I would love to see local councils including technology waste in their footpath pickup, or making disposal points easier to get to. The process of disposing of the considerable amount of technology waste is unnecessarily difficult. It is an important issue. So many of the materials inside of computers and printers are precious. The mining of them often displaces habitats of endangered creatures. People generally won’t do what isn’t easy. surely with so much waste about, there is a case to make collection easier.
Yep I have a pile of obsolete tech items that I would like to see recycled rather than landfill.
Its as if some council areas make it as hard as possible to recycle things decently. I live in one of those areas, where we have a reluctant hard rubbish collection once a year, so since I don’t drive any more my recyclables get broken up and disposed of in the general rubbish.
Do you have a Kings Storage depot near you? They have free ewaste recycling boxes that you can pick up and return for free.Dimensions approx 410mm x 290 x 430mm. From the side of the box:
notebooks, printers, fax machines, scanners, desktop sized printers, CD drives, hard drives, VCR players, projectors, overhead projectors, network equipment, cables, keyboards, mice, floppy disks, printer cartridges, electronic games/toys, DVD players, stereos, cameras, video cameras, ipods, mobile phones, their chargers, batteries and accessories.
Not sure what you can recycle? www.ecoactive.com.au/ewastebox or call 1800 489 278.
This covers most items besides TVs and monitors.
For OHS reasons don’t load any box up more than approx 15Kg. Hope this helps.
On a similar note, I wish that the curbside collection days were more sustainable in that the discarded objects were collected by separate trucks according to material type. I understand that this is going to cost more money, but Brisbane landfill sites are due to close in the next fifteen years because of over-capacity. It sounds like smarter waste disposal is less of a luxury and more of a necessity.
We used to have tech disposal as part of our gargbage pick up but now as some of the other users have pointed out you need to take it to a King Storage location. You Council should have a list of locations on their website. On trap is the that these locations will not take CRT (Cathode Ray Tube) monitors (The big old monitors). You will need to contact your council for what to do with these. As some councils will take them with the rubbish others with hard rubbish collection.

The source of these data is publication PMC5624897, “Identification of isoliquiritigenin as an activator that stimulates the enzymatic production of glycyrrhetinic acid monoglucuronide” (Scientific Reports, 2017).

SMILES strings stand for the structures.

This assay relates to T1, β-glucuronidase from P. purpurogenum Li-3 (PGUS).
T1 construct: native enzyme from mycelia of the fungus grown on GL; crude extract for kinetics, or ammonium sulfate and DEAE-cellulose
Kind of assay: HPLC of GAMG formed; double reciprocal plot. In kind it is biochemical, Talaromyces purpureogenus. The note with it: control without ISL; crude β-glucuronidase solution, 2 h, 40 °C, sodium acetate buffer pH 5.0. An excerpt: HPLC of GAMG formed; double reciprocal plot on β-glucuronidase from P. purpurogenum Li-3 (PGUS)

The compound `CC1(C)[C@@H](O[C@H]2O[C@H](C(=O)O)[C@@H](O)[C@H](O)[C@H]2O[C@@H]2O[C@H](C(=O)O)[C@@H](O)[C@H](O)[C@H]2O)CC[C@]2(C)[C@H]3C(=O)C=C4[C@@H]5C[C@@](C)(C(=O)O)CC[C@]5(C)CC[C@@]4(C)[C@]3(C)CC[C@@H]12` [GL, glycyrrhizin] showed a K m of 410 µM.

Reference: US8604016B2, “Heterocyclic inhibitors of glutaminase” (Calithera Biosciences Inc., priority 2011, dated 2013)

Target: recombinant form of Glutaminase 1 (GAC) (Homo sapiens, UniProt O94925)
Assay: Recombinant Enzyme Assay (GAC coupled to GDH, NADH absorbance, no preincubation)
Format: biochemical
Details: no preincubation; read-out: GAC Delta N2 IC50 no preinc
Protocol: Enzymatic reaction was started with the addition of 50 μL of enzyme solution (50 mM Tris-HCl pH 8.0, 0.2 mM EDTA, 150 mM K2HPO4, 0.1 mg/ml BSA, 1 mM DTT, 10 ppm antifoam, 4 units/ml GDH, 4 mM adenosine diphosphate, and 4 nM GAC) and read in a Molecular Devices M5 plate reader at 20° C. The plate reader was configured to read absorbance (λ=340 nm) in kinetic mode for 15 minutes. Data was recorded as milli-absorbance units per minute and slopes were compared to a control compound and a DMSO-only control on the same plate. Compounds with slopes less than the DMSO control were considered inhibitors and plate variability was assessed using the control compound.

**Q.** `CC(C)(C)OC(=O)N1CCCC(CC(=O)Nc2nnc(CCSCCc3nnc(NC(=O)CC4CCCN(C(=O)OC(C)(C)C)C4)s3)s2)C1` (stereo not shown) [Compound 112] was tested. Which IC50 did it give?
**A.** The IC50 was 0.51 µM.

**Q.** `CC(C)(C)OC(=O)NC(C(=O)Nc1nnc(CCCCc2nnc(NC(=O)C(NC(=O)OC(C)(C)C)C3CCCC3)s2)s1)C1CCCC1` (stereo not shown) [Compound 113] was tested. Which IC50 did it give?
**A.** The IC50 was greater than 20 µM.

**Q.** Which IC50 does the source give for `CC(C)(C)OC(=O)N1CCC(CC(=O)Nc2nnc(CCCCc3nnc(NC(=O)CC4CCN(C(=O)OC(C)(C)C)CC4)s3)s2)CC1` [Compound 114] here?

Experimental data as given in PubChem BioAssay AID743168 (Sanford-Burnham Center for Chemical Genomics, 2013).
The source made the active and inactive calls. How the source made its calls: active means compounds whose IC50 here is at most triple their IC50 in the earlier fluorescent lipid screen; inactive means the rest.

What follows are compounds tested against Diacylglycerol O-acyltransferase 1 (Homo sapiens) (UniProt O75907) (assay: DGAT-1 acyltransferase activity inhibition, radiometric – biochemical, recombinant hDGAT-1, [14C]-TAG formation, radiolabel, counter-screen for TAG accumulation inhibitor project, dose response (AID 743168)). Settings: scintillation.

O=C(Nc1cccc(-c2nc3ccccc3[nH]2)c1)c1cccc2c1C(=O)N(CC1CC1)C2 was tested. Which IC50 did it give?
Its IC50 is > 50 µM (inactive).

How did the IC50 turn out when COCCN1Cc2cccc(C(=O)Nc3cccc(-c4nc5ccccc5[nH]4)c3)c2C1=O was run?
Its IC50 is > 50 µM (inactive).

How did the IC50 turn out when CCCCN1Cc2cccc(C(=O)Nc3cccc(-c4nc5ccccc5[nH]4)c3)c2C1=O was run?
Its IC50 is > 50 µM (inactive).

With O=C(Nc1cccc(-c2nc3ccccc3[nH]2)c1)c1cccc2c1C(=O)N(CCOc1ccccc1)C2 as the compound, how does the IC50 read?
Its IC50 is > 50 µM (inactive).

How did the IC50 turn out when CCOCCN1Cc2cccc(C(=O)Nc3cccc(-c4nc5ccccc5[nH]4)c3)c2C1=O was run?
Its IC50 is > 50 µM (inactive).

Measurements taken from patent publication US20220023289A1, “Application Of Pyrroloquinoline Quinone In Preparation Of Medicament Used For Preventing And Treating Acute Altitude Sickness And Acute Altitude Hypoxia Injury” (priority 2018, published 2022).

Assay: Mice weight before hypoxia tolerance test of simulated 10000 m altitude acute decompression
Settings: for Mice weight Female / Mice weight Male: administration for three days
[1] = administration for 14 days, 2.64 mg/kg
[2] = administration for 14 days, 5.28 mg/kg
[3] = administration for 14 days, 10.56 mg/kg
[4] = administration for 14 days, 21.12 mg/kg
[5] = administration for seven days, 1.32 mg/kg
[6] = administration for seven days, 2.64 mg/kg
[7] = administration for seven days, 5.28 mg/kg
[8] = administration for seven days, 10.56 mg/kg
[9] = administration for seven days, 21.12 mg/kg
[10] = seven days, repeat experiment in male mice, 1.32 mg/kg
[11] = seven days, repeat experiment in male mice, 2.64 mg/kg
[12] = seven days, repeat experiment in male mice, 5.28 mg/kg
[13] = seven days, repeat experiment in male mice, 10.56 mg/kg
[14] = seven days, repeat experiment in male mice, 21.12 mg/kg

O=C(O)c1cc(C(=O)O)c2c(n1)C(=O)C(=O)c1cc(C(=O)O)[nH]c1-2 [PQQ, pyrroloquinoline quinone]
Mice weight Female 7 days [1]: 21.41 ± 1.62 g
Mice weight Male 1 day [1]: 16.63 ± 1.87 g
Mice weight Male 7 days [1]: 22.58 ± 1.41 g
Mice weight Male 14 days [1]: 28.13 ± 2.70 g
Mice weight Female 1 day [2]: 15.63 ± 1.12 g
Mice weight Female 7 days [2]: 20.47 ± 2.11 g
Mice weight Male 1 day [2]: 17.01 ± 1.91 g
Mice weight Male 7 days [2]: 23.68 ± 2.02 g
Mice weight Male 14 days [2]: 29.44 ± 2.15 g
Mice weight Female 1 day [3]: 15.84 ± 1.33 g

Here’s a thought why are tech manufacturers not making their product from recyclable materials or at least a percentage of it through legislation.
Why are manufacturers not made responsible for taking their old products and disposing of them in a sustainable way as they made them. Why is it always the consumer pays?
that is very helpful. Thank you. Since I do have a Kings Storage near me, that deals with my problem. However, I would still like to see it included in the council waste pickup because not everyone has a facility near them and if we want to get people recycling, we need to make it as easy as possible. While some of us will go to endless trouble and have the stuff building up around our ears till we find somewhere responsible for it to go, others take the easier solution - landfill.
AND why is there deliberate built in obsolescence in the products we buy? So that they can only be replaced and not repaired? This is my other hobby horse. The trend (although trend is hardly sufficient a word) to make things with some parts very fragile so that they will inevitably fail and make the entire product irreparable. This has come along with a society getting richer and wanting more and more things, while paying less and less for them.
I for one, would much rather pay more for things that will last and can be repaired. Also for things without plastic in them.
If manufacturers were made to be more responsible - maybe they would make their products more durable? Perhaps send their investment into the services to mend rather than manufacture more of the same.
Officeworks have been accepting “used” technology back at their stores. Check first to see if your chosen shop is amenable.
Our local council - Cessnock City Council has containers at our waste disposal facility for ratepayers to drop off electronic devices.
They are getting away with it because people don’t stand up for themselves. If people start telling their local representatives that they aren’t happy with these processes, the representative has to do something about it.